by Betty Leigh
On the 26th May 1868 Michael Barrett, an Irish Fenian, became the last person to die by public execution in England.
Barrett’s story goes back to the Fenian Rising of the previous year, 1867, after which a number of Fenians were given prison sentences. Two prisoners in particular, Colonel Richard Burke and Joseph Theobald Casey were held in Clarkenwell House of Detention, better known as Clarkenwell prison.
On the 13 December 1867 a desperate attempt was made to rescue the two prisoners. At a quarter to four that afternoon a barrel of gunpowder was placed outside one of the prison walls. Inside that wall was a yard where Burke and Casey were supposed to exercise every day. The gunpowder was ignited, causing a huge explosion and making a breach in the prison wall. The resulting gap measured about twenty feet wide at the base and seventy feet at the top.
The houses directly opposite, in Corporation Lane were completely destroyed and many others in the neighbourhood were badly damaged. Twelve people were killed and forty injured. But the intended rescue of Burke and Casey did not take place due to the fact that the authorities had been warned of the plan in advance and had moved the prisoners to cells in another part of the prison. Judging by the strength of the explosion perhaps the prisoners were lucky not to have been in the yard.
One of those killed in the explosion was Sarah Ann Hodgkinson. Six people were charged with her murder. The six included two brothers, Timothy and William Desmond, John O’Keeffe, Michael Barrett and Nicholas English. A woman named Ann Justice was also arrested.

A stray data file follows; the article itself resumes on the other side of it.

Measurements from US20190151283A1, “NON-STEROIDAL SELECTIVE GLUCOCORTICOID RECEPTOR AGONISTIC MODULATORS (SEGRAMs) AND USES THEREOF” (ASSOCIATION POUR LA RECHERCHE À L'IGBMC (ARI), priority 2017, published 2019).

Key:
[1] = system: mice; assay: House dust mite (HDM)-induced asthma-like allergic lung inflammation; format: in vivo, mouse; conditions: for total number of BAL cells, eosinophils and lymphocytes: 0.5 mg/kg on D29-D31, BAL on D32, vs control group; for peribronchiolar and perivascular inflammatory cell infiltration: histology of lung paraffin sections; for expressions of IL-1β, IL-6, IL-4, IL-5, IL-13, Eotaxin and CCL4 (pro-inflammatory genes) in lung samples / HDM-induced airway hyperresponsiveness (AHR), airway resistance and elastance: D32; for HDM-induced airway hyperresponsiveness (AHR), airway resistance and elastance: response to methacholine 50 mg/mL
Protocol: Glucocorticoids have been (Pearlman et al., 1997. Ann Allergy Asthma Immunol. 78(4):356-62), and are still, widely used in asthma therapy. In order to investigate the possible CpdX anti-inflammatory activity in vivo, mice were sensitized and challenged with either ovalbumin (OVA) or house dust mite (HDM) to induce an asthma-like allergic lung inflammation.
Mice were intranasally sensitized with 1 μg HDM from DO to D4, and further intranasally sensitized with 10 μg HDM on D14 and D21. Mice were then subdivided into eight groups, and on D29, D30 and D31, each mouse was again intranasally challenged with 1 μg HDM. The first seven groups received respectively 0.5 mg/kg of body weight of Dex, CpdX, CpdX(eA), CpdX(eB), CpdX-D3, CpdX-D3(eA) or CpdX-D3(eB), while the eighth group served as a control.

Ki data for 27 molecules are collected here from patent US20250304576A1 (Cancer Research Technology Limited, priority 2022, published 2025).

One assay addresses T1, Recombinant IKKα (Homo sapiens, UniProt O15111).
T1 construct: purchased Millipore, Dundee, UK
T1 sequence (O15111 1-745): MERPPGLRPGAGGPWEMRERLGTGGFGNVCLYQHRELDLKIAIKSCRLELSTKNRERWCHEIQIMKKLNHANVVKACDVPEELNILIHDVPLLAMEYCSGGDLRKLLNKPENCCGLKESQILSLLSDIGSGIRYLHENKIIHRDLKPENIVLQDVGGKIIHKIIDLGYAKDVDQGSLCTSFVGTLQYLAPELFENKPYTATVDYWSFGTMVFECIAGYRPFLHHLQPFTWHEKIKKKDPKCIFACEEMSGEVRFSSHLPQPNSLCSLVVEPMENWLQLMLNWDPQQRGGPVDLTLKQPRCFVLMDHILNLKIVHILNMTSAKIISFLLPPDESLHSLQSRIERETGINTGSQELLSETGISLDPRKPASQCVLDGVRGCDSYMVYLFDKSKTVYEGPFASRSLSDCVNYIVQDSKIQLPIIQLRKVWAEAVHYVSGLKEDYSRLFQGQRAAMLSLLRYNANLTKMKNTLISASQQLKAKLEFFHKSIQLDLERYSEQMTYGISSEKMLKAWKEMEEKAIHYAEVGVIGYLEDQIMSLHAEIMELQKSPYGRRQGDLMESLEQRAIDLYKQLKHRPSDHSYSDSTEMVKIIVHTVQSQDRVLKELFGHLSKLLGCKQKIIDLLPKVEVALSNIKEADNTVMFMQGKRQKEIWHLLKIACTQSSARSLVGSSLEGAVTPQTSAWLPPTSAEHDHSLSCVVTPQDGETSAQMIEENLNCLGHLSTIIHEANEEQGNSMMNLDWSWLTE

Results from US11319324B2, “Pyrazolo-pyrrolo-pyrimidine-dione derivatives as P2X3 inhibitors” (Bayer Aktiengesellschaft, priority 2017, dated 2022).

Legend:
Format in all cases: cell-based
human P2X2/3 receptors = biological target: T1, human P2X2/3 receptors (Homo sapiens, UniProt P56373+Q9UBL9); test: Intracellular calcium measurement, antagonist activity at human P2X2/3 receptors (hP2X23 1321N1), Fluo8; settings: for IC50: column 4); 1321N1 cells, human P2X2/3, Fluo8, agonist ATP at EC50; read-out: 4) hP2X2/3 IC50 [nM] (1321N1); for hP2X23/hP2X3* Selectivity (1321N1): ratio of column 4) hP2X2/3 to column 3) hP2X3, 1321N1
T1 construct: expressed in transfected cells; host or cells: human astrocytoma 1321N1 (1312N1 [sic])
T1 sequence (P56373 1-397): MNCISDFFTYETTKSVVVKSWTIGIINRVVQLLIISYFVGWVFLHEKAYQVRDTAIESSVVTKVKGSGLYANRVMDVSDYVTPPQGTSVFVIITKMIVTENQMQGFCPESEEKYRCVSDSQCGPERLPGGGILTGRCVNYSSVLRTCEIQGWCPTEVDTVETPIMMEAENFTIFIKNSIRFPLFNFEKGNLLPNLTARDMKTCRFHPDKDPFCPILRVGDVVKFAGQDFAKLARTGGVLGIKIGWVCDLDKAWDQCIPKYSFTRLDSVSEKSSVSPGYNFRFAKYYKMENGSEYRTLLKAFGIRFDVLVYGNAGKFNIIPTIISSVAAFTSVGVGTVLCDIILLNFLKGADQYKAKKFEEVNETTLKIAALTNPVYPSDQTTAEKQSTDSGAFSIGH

Ann was freed because of lack of evidence. Two days later O’Keeffe was also released for the same reason. And at the end of the five day trial the jury acquitted English and the Desmond brothers. Barrett was found guilty. His defence had been that he was in Glasgow at the time of the explosion. A number of witnesses gave sworn evidence in support of his alibi, but there were eyewitnesses and an informer who said that Barrett was the leader of the plot. Barrett was sentenced to death after making an eloquent speech from the dock.
Barrett was held in Newgate prison, which had been built around the year 1200, and had been rebuilt several times during its grim history. Public executions had taken place for centuries outside Newgate and vast crowds used to gather to see them. Unfortunately, most of the people in these crowds regarded the executions as a form of entertainment and a day out.
The crowds would arrive before dawn and wait for the condemned man to be led out through the small door in the prison wall. And such was the scene when Michael Barrett was led out to his execution at seven o’clock in the morning of the 26th May 1868. According to ‘The Time’ reporter “a great hungry shout” was raised by the crowd when Barrett appeared. He mounted the steps to the gallows and spoke quietly to the priest before being hanged.
It was the last public execution to take place in England and Newgate Prison was demolished in 1903, making way for the Central Criminal Court (The OldBailey).